And then the other shoe drops…

Ever changed the plot and had it have unforeseen consequences later in the story? Well, now I have…

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Source: CoolClips.com

And as yet I don’t know how I’m going to solve the problem of my own making.

On another note I came across a story yesterday about Japan’s evaporating people. Reading stories like these help to broaden my mind beyond my own culture, which is never a bad thing when you’re trying to create your own cultures.

How I Solve Plot Problems (2/2)

This post is part 2 of how I solve plot problems in my fiction writing. (See part 1 for the background and an understanding of the problem to be solved). Note that this post contains some spoilers for the novelette I am currently working on, The Rebel Queen.

I’m not sure why, but the process tends to work better for me if I write it out on paper, at least initially. I think it’s because of the speed with which I can strike out, draw arrows etc. Or perhaps it is because I have less distractions trying to format perfectly 🙂

Identifying the problem

I start by writing down the problem to solved at the top left of the page. Normally I put it inside of a starburst or a bordered-box to make it stand out. It’s the problem to be solved and it’s what I want to focus on.

I don’t usually get it right the first time. For example when I started working on this problem I wrote down ‘Make The Touched an integral part of Deckarian society’. But as I worked through the problem I realised that making them integral to society wouldn’t work because of the power imbalance it would cause. Instead the problem description became: ‘How can the cloaking devices be maintained by the Touched?’

Identify the Constraints

On the left hand side of the page below the starburst I write down the constraints. These are the things that need to happen. I try to think about them and work down the issues to the lowest level, without any previous thinking slipping in to muddy the waters.

In this case I need to:

  • Limit the exposure of the Talmeni secret to the outside, including the colony and other species.
  • The Talmeni/Touched must still be involved with the colony, at least annually and have influence over the colony.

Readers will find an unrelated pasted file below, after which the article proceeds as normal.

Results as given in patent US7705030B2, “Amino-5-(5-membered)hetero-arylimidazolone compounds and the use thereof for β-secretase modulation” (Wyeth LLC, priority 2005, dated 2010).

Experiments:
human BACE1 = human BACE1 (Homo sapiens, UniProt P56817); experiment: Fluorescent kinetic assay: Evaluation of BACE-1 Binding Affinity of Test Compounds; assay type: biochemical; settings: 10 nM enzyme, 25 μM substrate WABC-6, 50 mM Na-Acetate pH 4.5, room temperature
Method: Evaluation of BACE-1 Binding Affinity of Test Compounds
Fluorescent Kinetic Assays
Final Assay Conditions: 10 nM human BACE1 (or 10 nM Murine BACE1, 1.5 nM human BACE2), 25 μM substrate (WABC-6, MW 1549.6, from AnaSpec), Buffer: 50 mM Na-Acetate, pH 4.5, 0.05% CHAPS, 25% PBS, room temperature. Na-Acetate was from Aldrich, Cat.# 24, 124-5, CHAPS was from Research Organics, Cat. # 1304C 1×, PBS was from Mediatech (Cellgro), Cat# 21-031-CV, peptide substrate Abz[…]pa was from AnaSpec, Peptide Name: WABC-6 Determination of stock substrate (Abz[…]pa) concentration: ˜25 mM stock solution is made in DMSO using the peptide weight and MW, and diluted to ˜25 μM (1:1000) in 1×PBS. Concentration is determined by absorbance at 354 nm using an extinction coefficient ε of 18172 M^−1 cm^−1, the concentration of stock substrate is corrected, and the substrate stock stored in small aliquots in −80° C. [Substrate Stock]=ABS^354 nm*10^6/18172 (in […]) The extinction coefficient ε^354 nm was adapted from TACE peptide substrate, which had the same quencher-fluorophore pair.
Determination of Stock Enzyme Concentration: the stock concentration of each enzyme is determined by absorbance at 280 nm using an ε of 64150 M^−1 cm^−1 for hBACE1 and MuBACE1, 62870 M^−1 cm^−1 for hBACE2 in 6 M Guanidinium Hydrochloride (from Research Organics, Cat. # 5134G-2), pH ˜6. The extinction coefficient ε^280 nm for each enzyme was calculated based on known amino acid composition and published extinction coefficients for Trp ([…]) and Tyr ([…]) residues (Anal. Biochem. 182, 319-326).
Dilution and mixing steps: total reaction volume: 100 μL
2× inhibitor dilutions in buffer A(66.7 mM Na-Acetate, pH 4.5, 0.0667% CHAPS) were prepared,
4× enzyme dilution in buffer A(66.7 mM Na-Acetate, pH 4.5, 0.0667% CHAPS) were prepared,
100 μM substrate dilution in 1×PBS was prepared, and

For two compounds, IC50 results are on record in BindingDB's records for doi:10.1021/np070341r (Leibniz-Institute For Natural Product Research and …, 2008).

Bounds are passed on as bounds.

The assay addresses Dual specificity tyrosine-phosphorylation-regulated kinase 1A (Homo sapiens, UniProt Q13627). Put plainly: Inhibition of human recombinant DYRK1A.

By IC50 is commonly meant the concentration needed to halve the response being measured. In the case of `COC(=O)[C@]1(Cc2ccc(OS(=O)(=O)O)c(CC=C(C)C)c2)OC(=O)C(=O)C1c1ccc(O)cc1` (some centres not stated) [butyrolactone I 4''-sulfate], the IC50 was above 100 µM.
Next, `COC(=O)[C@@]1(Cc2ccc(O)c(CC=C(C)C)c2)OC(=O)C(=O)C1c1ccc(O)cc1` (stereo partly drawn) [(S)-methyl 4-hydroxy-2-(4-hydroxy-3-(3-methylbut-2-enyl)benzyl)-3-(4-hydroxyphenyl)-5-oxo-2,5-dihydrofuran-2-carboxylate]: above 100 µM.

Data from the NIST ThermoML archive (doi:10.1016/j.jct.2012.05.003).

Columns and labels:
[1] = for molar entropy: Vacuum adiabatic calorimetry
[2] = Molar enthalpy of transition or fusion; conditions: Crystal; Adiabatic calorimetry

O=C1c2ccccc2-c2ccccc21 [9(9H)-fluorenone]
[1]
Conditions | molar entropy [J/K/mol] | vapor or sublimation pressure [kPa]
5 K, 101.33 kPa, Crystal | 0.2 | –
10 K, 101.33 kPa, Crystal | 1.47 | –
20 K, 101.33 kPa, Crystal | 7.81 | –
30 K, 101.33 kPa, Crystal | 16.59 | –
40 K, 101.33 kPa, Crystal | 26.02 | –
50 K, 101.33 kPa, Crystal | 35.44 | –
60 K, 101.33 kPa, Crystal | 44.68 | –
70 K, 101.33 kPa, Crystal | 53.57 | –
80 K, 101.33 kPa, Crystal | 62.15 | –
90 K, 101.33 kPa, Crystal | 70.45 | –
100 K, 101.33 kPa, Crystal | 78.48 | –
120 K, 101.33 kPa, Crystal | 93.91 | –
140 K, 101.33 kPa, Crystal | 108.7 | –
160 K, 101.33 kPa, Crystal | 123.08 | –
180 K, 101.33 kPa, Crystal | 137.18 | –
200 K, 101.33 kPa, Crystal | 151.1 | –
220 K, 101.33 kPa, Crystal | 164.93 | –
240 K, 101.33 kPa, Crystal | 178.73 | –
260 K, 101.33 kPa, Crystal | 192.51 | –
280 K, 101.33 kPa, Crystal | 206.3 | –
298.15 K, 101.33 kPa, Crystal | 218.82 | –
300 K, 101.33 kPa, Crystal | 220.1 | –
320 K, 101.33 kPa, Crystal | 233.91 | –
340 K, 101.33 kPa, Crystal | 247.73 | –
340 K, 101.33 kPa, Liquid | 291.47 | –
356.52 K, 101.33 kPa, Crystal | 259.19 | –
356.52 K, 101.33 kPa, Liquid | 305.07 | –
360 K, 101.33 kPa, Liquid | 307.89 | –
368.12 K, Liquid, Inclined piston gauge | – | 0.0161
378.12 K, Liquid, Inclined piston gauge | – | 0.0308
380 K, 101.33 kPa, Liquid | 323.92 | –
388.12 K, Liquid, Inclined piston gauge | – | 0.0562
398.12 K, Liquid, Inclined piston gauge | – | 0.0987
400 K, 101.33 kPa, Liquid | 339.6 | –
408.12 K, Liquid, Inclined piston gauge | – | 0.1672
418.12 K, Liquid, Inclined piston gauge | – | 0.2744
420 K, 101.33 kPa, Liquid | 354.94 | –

Brainstorm Solutions

On the right hand side of the page I start to brainstorm solutions. Indented under each solution I try and identify its strengths and weaknesses, and assign a positive or a negative number (as to how badly or positively they affect things).

In this example I had written:

  • The ships could be serviced at the Talmeni homeworld
    • -3 chance of keeping secret from outsiders/aliens
    • -3 chance of the Deckarians learning the Talmeni secret
  • The ships could be serviced at a satellite/hidden location
    • -3 chance of keeping secret from outsiders/aliens
    • -2 chance of the Deckarians learning the Talmeni secret
    • -1 The Talmeni are supposed to be non-expansionist
  • The Touched could live in the colony
    • -5 power imbalance caused by their presence
    • -5 unlikely to be kept separate and for secret to remain intact
    • -2 The possibility of The Touched being captured is greater if the Deckarian world were invaded. Chance of a suicide-pact working for a large group.
    • -2 Talmeni control would be reduced.
  • The Touched could visit the colony periodically
    • +2 limits exposure of The Touched to aliens
    • +5 no power imbalance created
    • +2 allow strengthening of associated plot.
  • Ships could be delivered “whole” to the Deckarians; no maintenance provided.
    • -4 Realism. The Talmeni are not going to want pay for entire ships, or be happy with half-working ships travelling around. Creates too much of a dependence.

From these options, it’s fairly clear which solution would be the best: the Touched could periodically visit the colony. This solution solves the plot problems, and allows for strengthening of other plot issues.